Your JavaScript is turned off or you have an old version of Adobe's Flash Player. Get the latest Flash player.
Migrants Caught in No-Man's Land Called Calaisi
X
Lisa Bryant
September 19, 2014 5:04 PM
The deaths of hundreds of migrants in the Mediterranean this week has only recast the spotlight on the perils of reaching Europe. And for those forunate enough to reach a place like Calais, France, only find that their problems aren't over. Lisa Bryant has the story.
Video

Video Migrants Caught in No-Man's Land Called Calais

The deaths of hundreds of migrants in the Mediterranean this week has only recast the spotlight on the perils of reaching Europe. And for those forunate enough to reach a place like Calais, France, only find that their problems aren't over. Lisa Bryant has the story.
Video

Video Westgate Siege Anniversary Brings Back Painful Memories

One year after it happened, the survivors of the terror attack on Nairobi's Westgate Shopping Mall still cannot shake the images of that tragic incident. For VOA, Mohammed Yusuf tells the story of victims still waiting for the answer to the question 'how could this happen?'
Video

Video Militant Assault in Syria Displaces Thousands of Kurds

A major assault by Islamic State militants on Kurds in Syria has sent a wave of new refugees to the Turkish border, where they were stopped by Turkish border security. Turkey is already hosting about 700,000 Syrian refugees who fled the civil war between the government and the opposition. But the government in Ankara has a history of strained relations with Turkey's Kurdish minority. Zlatica Hoke reports Turkey is asking for international help.
Video

Video CERN Accelerator Back in Business

The long upgrade of the Large Hadron Collider is over. The scientific instrument responsible for the discovery of the Higgs boson -- the so-called "God particle" -- is being brought up to speed in time for this month's 60th anniversary of the European Organization for Nuclear Research, known by its French acronym CERN. Physicists hope the accelerator will help them uncover more secrets about the origins of the universe. VOA’s George Putic reports.
Video

Video Whaling Summit Votes to Uphold Ban on Japan Whale Hunt

The International Whaling Commission, meeting in Slovenia, has voted to uphold a court ruling banning Japan from hunting whales in the Antarctic Ocean. Conservationists hailed the ruling as a victory, but Tokyo says it will submit revised plans for a whale hunt in 2015. Henry Ridgwell reports from London.
Video

Video Russian Economy Reeling After New Western Sanctions

A new wave of Western sanctions is hitting Russia’s economy hard. State-owned energy firms continue to bleed profits and Russia’s national currency plunged to a new low this week after the U.S. and the European Union announced new sanctions to punish Russia's aggressive stance in eastern Ukraine. But as Mil Arcega reports, the sanctions could also prove costly for European and American companies.
Video

Video Belgian Researchers Discover Way to Block Cancer Metastasis

Cancer remains one of the deadliest diseases, despite many new methods to combat it. Modern medicine has treatments to prevent the growth of primary tumor cells. But most cancer deaths are caused by metastasis, the stage when primary tumor cells change and move to other parts of the body. A team of Belgian scientists says it has found a way to prevent that process. Zlatica Hoke has more.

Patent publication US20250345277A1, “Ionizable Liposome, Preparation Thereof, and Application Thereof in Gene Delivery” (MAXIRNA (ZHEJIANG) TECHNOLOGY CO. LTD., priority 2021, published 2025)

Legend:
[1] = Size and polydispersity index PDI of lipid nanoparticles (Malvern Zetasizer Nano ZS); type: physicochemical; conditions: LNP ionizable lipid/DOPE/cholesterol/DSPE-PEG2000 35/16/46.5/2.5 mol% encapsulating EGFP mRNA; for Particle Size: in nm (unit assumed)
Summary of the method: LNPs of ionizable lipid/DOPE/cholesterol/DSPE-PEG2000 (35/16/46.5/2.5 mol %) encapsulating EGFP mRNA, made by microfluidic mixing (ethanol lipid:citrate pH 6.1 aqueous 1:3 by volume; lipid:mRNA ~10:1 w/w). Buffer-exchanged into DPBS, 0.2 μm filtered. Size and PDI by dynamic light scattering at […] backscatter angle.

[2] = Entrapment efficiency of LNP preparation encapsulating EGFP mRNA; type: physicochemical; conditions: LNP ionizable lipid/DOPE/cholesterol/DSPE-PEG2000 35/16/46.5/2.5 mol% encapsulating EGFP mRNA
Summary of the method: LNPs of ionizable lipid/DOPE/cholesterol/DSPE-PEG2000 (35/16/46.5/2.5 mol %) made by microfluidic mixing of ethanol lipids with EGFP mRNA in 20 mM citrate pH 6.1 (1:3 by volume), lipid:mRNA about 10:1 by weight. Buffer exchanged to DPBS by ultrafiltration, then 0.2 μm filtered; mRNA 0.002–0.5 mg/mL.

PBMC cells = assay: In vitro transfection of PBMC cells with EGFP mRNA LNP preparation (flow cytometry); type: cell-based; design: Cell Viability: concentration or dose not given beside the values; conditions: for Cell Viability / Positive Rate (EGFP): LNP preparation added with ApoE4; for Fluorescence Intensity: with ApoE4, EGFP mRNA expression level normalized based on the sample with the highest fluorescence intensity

Video

Video Mogadishu's Flood of Foreign Workers Leaves Somalis Out of Work

Unemployment and conflict has forced many young Somalians out of the country in search of a better life. But a newfound stability in the once-lawless nation has created hope — and jobs — which, some say, are too often being filled by foreigners. Abdulaziz Billow reports from Mogadishu.
Video

Video A Dinosaur Fit for Land and Water

Residents and tourists in Washington D.C. can now examine a life-size replica of an unusual dinosaur that lived almost a hundred million years ago in northern Africa. Scientists say studying the behemoth named Spinosaurus helps them better understand how some prehistoric animals adapted to life on land and in water. The Spinosaurus replica is on display at the National Geographic museum. VOA’s George Putic has more.
Video

Video Iraqi Kurdistan Church Helps Christian Children Cope find shelter in churches in the Kurdish capital, Irbil

In the past six weeks, tens of thousands of Iraqi Christians have been forced to flee their homes by Islamic State militants and find shelter in churches in the Kurdish capital, Irbil. Despite U.S. airstrikes in the region, the prospect of people returning home is still very low and concerns are starting to grow over the impact this is having on the displaced youth. Sebastian Meyer reports from Irbil on how one church is coping.
Video

Video NASA Picks Boeing, SpaceX to Carry Astronauts Into Space

The U.S. space agency, NASA, has chosen Boeing and SpaceX companies to build the next generation of spacecraft that will carry U.S. astronauts to the International Space Station by the year 2017. The deal with private industry enables NASA to end its dependence on Russia to send space crews into low Earth orbit and back. Zlatica Hoke has more.
Video

Video Future of Ukrainian Former President's Estate Uncertain

More than six months after Ukraine's former President Viktor Yanukovych fled revolution to Russia, authorities have yet to gain control of his palatial estate. Protesters occupy the grounds and opened it to tourists but they are also refusing to turn it over to the state. VOA's Daniel Schearf reports from Mezhigirya, just north of Kyiv.


Carnage and mayhem are part of daily life in northern Nigeria, the result of a terror campaign by the Islamist group Boko Haram. Fears are growing that Nigeria’s government may not know how to counter it, and may be making things worse. More

AppleAndroid